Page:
Q & A: Nighttime Eating
Q: I binge at all hours of the night. Sometimes I don’t even remember that I ate until I wake up to find crumbs or wrappers by my bed. I’ve gained 16 pounds since this started about two years ago. Where do I even begin to get help?
A: First of all, you are not alone. Night eating syndrome (NES) affects approximately four million people in the U.S. The first step is to look at is how much you are restricting during the day. You cannot stop overeating until you stop undereating so make sure you are eating satisfying, non-diet meals every day. Too often, people who binge at night will skip breakfast and/or restrict all day only to start the binge cycle again that night. If you eat lovingly (i.e., delicious, nutritious and moderate meals) during the day, you have less to rebel from at night. Ask yourself: Do I binge on foods that I allow myself to eat in the light of day? One client with NES found herself consistently eating carbohydrates in the middle of the night, yet during the day she only ate salad, fruit, and low-fat protein. She found that by incorporating carbs into her daily meals, she was much more satisfied and her nighttime binges eventually began to decrease.
Another practical suggestion is to do something to wake yourself up before you get to the food. One client put a table in front of her bedroom door each night before she went to sleep. On the table, she put a journal and pen, a meditation CD, a list of how badly her binges made her feel, and a few phone numbers of friends who told her she could call anytime. Just the idea of moving the table, let alone seeing all the options was enough to interrupt the pattern and she was able to decrease her binges significantly and eventually stop altogether.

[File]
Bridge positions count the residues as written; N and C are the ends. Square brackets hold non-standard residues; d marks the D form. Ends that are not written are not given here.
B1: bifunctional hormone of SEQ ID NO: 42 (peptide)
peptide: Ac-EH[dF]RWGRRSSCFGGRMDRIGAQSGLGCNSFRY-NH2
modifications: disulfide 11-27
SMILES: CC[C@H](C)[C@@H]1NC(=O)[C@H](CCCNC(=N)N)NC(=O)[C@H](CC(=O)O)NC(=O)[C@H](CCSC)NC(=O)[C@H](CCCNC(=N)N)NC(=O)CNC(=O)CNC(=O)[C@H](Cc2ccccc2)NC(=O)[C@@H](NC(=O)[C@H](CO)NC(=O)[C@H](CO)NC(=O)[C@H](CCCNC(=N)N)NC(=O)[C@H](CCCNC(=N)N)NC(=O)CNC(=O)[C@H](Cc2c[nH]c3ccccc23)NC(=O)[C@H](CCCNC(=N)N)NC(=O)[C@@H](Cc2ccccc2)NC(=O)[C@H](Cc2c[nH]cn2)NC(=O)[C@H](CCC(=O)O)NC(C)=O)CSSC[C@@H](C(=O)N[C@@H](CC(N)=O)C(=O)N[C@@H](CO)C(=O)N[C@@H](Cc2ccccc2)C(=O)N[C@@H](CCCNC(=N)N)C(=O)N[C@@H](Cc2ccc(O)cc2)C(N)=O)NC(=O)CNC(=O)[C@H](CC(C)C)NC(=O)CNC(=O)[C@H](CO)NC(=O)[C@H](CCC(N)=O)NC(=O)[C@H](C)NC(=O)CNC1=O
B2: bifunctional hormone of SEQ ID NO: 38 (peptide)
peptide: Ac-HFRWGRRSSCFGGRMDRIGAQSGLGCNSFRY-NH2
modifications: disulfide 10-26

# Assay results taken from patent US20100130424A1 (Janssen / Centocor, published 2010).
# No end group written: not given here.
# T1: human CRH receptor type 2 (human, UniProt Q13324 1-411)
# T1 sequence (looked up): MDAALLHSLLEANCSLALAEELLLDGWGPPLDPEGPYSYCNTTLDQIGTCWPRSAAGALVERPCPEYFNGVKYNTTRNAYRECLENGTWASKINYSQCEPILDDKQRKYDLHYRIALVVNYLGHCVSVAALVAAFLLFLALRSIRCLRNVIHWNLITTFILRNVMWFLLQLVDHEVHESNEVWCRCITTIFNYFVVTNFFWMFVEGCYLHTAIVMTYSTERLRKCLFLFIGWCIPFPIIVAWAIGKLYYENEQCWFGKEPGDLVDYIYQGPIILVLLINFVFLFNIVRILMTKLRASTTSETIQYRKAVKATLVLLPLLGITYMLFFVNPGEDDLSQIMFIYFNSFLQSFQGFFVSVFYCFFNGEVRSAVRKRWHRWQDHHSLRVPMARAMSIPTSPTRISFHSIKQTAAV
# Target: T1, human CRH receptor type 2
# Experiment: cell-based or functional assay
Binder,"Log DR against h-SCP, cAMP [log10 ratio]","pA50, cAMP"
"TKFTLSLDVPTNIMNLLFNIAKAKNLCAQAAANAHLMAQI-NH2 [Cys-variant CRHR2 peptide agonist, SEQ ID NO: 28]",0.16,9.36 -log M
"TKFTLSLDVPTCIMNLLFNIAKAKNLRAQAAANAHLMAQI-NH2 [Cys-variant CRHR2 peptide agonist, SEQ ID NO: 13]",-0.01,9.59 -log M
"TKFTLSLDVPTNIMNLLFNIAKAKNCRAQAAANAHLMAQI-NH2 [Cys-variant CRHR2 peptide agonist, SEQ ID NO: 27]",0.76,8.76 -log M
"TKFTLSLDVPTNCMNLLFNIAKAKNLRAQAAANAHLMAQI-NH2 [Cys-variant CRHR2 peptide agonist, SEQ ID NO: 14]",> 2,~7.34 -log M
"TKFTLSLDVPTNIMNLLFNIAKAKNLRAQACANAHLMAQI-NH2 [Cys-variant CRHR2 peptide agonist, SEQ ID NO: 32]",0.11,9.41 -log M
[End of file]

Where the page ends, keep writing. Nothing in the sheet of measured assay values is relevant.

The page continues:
Next, I would take a look at caffeine intake. If you can cut out caffeine completely, you’ll be more in tune with your natural hunger and fullness. If that feels too daunting, eliminating caffeine past 2 or 3 in the afternoon.
I’d also consider any psychiatric medications you may be taking. Certain sleeping pills, sedatives, anti-anxiety pills and medications used to treat bipolar illness and other major psychiatric disorders have been associated with nighttime eating. Check with you physician.
Finally, I suggest you take a look at what is eating at you emotionally. Are you struggling with depression, anxiety, or high stressors in your life? Whatever is haunting you can be dealt with and healed if you have the willingness and the right help. This means finding a safe person or several people you can be honest with about your feelings. You can also keep a journal and let the nighttime eater what it’s hungry for and what it needs and feels. Your nighttime binges are a cry for help. If you bring your unresolved, unexpressed feelings into the light of day, they will not have to sneak out at night.
By Andrea Wachter, LMFT
Reprinted with permission from Eating Disorders Recovery Today
Spring 2007 Volume 5, Number 2
©2007 Gürze Books
About the Author
Andrea Wachter, LMFT, is a therapist in private practice in Northern CA. Send questions email@example.com with the subject line: EDT Question. Your name will be kept confidential.
Dr. Gnap website editor eatingdisordersrecoverytoday.com. Dr. Gnap is a family practice physician and behavioral medicine specialist in suburban Chicago. Dr. Gnap developed the Inner Control™ Program in 1970 and has worked with thousands of people to improve and correct medical, emotional, behavioral and learning problems including performance.